FTC resurrects a decade-old rule as a guardrail on the health app explosion

Illustration by Alex Castro / The Verge

Health apps have to tell their users about any data breaches or risk a hefty fine, the Federal Trade Commission clarified in a policy statement last week. The rule that requires that transparency is a decade old, but it hasn’t been enforced before. The new guidance serves as a warning to the many companies elbowing into the health app space: the FTC is taking issues around health data privacy seriously — even if it won’t be able to tackle all the privacy gaps on its own.

The FTC’s Health Breach Notification Rule covers all organizations that aren’t subject to the Health Insurance Portability and Accountability Act (HIPAA), which covers things like doctors and insurance companies. HIPAA requires those groups to disclose any time they have a data breach. The FTC rule covers any other group that deals in health information.

Health apps often haven’t had strong data privacy protections, FTC Chair Lina Khan said in a statement about the rule. Apps often have poor data protection systems, or violate their own privacy policies by sharing data with outside groups without telling users. These apps weren’t a piece of the digital health picture when the rule was first written. But since then, there’s been an explosion in health apps — tens of thousands are released each year, and downloads increased during the COVID-19 pandemic. More and more people are trusting their health information to these products. The new guidance clarifies that the Health Breach Notification Rule applies to these platforms as well, even if they didn’t think it covered them before.

The breaches that could trigger a report don’t just include hacks or attacks. These organizations would have to disclose any information shared without users’ permission. That might apply to situations like the recent privacy breach by period tracking app Flo, which was sharing data to Facebook, Google, and marketing companies without users’ knowledge. The FTC didn’t cite Flo for breaking the Health Breach Notification Rule — it focused on false statements made by the company about its privacy policies — but two FTC members argued that it should have.

The FTC’s new focus on making sure companies follow the rule could trigger internal changes at health apps, says David Simon, a research fellow at the Petrie-Flom Center for Health Law Policy, Biotechnology, and Bioethics at Harvard Law School. “It’s going to force them to at least put systems in place, if they’re not already in place, to figure out when these breaches occur and then notify people,” Simon says. The rule says that groups have to report any data breaches that they should have known about, not just that they do know about — so they have to have ways to monitor data.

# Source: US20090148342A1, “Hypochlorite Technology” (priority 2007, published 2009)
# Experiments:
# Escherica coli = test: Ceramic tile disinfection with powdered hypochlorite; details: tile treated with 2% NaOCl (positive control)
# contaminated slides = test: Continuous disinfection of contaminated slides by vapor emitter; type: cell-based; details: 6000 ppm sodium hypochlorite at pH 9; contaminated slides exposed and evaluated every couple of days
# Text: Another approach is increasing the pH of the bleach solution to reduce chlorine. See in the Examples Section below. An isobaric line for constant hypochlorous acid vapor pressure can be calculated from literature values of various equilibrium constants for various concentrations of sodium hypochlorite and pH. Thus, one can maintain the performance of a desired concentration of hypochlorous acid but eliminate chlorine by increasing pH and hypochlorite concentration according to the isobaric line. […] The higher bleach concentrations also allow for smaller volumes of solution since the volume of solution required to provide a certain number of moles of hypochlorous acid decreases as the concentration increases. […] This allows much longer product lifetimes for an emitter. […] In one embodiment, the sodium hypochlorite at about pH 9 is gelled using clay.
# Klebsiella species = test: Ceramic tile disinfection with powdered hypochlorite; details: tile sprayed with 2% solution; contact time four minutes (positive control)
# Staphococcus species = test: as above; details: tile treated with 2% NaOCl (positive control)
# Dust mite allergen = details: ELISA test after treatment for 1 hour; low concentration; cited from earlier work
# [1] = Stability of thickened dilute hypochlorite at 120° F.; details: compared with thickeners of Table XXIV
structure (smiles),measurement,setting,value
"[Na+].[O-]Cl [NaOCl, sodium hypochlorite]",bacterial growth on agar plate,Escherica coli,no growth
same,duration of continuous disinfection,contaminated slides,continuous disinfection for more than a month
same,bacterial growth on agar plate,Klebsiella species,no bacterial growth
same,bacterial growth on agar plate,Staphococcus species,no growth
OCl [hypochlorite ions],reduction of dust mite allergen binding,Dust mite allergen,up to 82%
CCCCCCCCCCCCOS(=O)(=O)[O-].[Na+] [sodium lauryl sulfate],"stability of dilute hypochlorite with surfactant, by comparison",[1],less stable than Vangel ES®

The penalties for breaking the rule are fairly significant: $43,792 per violation per day. “That can add up very quickly,” says Jennifer Wagner, an assistant professor of law, policy, and engineering at Pennsylvania State University. “I think they’re trying to signal that, ‘look, it’s in your best interest if you’re an app developer or a vendor of a connected platform that you pay attention to this rule, and that you have some kind of response mechanism in place.’”

The FTC’s rule will let users know when there’s a data breach, but it can’t solve all the data privacy issues around health apps. It doesn’t limit what companies are able to do with users’ data; it just says that they have to tell the users what they’re doing. “It’s a transparency kind of thing, but that has limitations,” Simon says. Some experts argue that users should have more active control over the ways apps can use and share data in the first place. The FTC doesn’t have the power to make those changes, though. “I don’t think it has the tools to do everything it would like to do,” Simon says.

The FTC’s rule is also limited to digital health products that deal with health information. Lately, though, it’s been clear that platforms not specifically designed for health can actually be used for that purpose: a Facebook support group for breast cancer survivors, for example, might not be considered a health record, but it’s collecting information that could be used to learn about members’ health, Wagner says. If there was a data breach on that platform, it wouldn’t necessarily be subject to the rule. “What the FTC can do with the terminology is somewhat limited, although they’re certainly trying to do everything they can,” she says.

Despite the limitations, the guidance also comes as the larger landscape around data protection is shifting to give people more control around their information. There’s increasing attention from Congress, states, and attorneys general on data privacy, Wagner says. Companies are paying attention to all of it, and the FTC decision is a new piece of that puzzle. “They need to think about the steps they can take that are required, and to think ahead, because this regulatory space is not going to go away,” she says.

Author: Nicole Wetsman

Source: Nicole Wetsman.” FTC resurrects a decade-old rule as a guardrail on the health app explosion “. Retrieved From https://www.theverge.com/2021/9/22/22688497/ftc-health-app-privacy-transparency-data

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